“A little bit, yeah. Definitely,” he said. “Anything can happen at any time. If you have half a bad year or you’re not playing up to par, with the cap system nowadays, they’re going to want to improve the team. You don’t want to be that guy to get shipped out. The easiest thing to do is play your best and hopefully you can save yourself.”
Marchand’s concern makes a little sense considering that he, like Seguin, is a young player whose partying finds its way into the news often, but Marchand is a better player right now with a better contract. He’s entering the first season of a four-year, $18 million contract while Seguin is set to begin a six-year, $34.5 million contract.
For more on the Bruins, visit weei.com/bruins.
|Brad Marchand: ‘It was difficult’ to see Tyler Seguin traded||09.06.13 at 12:24 am ET|
LOWELL — Speaking publicly for the first time since the trade of Tyler Seguin, Bruins forward Brad Marchand said Thursday that he wishes his former linemate and good friend off the ice the best in Dallas.
Seguin was traded along with Rich Peverley in a six-player deal on July 4 that netted the Bruins Loui Eriksson, Reilly Smith, Matt Fraser and Joe Morrow.
“It was difficult,” Marchand said. “We were very close, but that’s business. That’s hockey. I don’t think you can ever expect to be safe wherever you are. That’s just another example of that. He’s a great young player and he’s going to have a great future ahead of him.”
Seguin, 21, had his professionalism called into question by general manager Peter Chiarelli prior to the trade. There were concerns about his maturity and his off-ice habits, so much so that the team reportedly had to hire a guard to make sure he didn’t leave his hotel room the night before home games.
Marchand, who is no stranger to having his partying make headlines, defended Seguin on that matter.
“Obviously things happen, but you look at social media nowadays and nobody can hide anywhere anymore,” he said. “It just seems like things can get blown out of proportion a little bit, so I think that’s definitely part of it. At the same time, he’s young and any guy in his position is going to have fun.
“I just want to wish him the best and try to headhunt him a little bit when we play him.”
|Peter Chiarelli’s best and worst moves as Bruins general manager||08.29.13 at 7:31 pm ET|
Why are the Bruins so good? Duh, it’s because they’re from Boston and they all “get it” and nobody else wants to win as badly as they do.
Nope, it’s because they have a really good roster and a really good coach. The man responsible for that was rewarded on Thursday, as the B’s announced a four-year extension for general manager Peter Chiarelli. Since coming to the Bruins in 2006, Chiarelli has revamped the roster and taken the Bruins from cellar-dwellers to annual Stanley Cup contenders and 2011 champs.
Though he often flies under the radar, Chiarelli has established himself as one of the best (if not the best) general managers in Boston in recent memory. He hasn’t been perfect, but he also hasn’t been afraid to do the unpopular thing. He’s made big moves (trading Phil Kessel and later Tyler Seguin) and he’s made smaller splashes where fans were calling for bigger ones (Chris Kelly, Rich Peverley).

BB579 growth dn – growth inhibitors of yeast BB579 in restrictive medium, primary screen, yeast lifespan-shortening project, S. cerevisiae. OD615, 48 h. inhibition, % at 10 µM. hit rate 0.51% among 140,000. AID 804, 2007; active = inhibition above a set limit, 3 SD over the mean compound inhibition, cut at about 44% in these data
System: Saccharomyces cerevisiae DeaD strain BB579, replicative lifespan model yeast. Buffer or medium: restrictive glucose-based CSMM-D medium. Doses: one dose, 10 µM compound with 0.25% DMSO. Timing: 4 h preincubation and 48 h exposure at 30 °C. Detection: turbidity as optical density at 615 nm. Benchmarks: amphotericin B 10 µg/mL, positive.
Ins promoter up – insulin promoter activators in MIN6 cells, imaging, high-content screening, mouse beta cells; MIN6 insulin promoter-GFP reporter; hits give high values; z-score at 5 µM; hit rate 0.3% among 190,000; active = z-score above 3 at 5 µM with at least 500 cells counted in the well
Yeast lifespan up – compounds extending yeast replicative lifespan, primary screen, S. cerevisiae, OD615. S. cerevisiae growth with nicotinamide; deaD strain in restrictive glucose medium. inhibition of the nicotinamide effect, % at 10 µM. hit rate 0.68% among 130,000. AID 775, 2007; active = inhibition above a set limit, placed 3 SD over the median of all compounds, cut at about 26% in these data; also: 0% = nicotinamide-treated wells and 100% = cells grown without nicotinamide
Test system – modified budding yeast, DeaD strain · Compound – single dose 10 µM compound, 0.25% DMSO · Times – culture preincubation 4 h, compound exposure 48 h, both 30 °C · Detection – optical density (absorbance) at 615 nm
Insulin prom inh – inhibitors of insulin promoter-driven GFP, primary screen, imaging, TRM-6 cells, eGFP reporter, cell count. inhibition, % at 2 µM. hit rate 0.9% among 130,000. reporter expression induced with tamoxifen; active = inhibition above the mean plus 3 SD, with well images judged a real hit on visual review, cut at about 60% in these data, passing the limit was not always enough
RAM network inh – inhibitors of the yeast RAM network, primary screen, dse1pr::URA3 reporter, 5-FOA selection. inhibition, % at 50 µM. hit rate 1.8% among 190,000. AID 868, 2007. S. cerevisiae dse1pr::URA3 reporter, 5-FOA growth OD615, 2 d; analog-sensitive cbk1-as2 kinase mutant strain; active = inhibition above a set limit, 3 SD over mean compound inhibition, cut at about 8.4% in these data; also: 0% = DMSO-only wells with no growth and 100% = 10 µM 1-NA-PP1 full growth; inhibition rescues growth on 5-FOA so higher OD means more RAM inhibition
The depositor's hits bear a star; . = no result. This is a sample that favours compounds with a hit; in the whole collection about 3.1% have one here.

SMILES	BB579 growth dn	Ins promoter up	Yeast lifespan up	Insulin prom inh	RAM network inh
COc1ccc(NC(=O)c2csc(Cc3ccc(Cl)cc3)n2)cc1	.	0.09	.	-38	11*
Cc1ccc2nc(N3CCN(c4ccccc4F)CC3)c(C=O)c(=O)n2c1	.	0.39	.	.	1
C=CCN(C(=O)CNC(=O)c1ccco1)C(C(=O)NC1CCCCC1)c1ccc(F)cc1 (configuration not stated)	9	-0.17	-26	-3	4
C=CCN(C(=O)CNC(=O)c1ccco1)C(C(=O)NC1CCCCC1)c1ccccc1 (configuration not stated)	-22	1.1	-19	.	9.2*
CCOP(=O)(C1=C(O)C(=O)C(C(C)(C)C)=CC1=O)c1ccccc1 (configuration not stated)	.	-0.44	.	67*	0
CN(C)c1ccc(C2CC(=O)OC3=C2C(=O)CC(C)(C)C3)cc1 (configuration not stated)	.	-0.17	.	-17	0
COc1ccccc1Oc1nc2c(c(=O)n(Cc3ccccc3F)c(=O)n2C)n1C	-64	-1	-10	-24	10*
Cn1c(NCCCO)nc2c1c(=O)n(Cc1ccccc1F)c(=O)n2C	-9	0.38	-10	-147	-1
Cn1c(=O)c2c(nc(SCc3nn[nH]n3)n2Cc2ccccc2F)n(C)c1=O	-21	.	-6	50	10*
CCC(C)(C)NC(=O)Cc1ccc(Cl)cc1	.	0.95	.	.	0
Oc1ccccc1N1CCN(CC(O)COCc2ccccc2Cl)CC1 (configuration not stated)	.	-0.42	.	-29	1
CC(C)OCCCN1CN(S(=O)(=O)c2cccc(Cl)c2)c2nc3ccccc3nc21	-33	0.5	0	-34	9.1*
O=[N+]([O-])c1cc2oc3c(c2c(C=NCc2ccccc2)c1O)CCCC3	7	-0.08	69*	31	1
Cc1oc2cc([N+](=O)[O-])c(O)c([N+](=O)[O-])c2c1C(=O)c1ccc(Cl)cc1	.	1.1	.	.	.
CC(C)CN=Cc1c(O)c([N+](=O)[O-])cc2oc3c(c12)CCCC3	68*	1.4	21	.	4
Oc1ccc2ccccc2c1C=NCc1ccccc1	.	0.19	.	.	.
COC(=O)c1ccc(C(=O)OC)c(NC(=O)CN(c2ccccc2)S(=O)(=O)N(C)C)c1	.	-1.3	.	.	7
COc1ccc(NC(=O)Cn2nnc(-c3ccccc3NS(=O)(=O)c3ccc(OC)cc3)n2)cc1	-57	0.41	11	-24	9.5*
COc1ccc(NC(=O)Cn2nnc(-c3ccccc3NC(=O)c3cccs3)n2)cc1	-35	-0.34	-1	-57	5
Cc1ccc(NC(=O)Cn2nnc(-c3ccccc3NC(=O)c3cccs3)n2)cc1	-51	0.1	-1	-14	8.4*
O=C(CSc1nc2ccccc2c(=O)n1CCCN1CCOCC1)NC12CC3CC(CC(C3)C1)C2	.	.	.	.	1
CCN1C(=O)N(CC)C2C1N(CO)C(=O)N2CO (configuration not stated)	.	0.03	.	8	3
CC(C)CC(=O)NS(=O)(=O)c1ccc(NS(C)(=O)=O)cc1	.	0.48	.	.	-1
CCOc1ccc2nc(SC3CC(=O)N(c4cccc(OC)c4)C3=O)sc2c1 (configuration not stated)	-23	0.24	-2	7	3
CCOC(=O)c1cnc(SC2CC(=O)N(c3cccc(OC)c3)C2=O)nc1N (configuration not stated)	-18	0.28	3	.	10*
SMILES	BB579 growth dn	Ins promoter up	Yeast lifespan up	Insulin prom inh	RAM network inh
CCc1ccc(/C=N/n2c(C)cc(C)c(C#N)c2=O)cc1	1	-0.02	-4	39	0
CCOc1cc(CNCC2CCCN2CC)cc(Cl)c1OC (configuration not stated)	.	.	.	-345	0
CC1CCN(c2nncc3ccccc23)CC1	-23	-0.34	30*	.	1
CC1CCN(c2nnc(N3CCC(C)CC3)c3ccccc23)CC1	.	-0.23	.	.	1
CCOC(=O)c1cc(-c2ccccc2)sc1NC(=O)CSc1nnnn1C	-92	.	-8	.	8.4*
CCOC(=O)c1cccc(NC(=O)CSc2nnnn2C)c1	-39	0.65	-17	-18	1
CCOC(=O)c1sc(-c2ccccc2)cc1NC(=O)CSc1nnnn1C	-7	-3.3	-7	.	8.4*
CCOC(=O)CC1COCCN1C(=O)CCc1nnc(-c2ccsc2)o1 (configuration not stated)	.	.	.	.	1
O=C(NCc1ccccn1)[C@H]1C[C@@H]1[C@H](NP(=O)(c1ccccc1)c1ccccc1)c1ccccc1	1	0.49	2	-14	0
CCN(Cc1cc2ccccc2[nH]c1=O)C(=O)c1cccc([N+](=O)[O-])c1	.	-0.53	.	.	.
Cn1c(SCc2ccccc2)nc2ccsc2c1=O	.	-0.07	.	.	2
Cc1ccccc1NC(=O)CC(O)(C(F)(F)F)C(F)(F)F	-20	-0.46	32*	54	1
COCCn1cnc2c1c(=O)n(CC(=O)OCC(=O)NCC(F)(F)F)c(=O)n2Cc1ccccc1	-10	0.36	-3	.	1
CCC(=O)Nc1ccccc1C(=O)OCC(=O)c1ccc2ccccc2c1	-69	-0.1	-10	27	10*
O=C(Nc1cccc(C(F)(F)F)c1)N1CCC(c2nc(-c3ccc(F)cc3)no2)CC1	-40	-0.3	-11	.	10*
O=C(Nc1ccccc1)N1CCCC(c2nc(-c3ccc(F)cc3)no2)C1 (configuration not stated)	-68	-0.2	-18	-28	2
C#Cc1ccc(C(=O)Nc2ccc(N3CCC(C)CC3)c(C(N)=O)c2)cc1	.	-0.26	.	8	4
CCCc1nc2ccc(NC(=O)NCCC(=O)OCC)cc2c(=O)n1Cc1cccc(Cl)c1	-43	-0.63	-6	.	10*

It’s easy to forget how these Bruins rosters came about over the years, so here’s a look at Chiarelli’s best and worst moves as B’s general manager.
(Definitely not) signing Zdeno Chara
Chiarelli, who was working as the assistant general manager of the Senators, was hired by the Bruins on May 26, 2006, though he couldn’t begin working for the Bruins until July 15. Senators free agent defenseman Zdeno Chara, who highly respected Chiarelli, turned down a nice offer from the Kings and signed with the Bruins on July 1. So too did Marc Savard, which makes for a rare case in which a team was able to build itself into a contender via free agency in a salary cap league (Drew Brees with the Saints also comes to mind).
Technically, it was interim general manager Jeff Gorton who made those signings — technically — but in getting Chiarelli, the Bruins were able to get Chara, and he has been the biggest piece of this whole thing.
(It should be noted that the Bruins made some important moves under Gorton. Chiarelli was actually sitting at the Senators’ table when the Bruins “reached” for Milan Lucic with the 50th overall pick, took Brad Marchand 71st overall and traded for some kid named Tuukka Rask.)
The Bruins moved two-thirds of their return from the Joe Thornton deal (they’d later trade Marco Sturm for, in Chiarelli’s words, “nothing”) so it had to hurt some B’s fans to not see them get huge names for what they’d gotten for a Hart winner, but Ference ended up being a major part of both Cup runs for the Bruins. He was the unsung hero of the 2011 championship team and played a big role in neutralizing the Penguins when the B’s allowed just two goals to them in the Eastern Conference finals last season. Factor in what he did for team chemistry and his contributions to the community, and Ference was worth both the trade and the three-year, $6.75 million extension the B’s gave him.
Byron Bitz, Craig Weller and Tampa Bay’s 2010 second-round pick for Dennis Seidenberg and Matt Bartkowski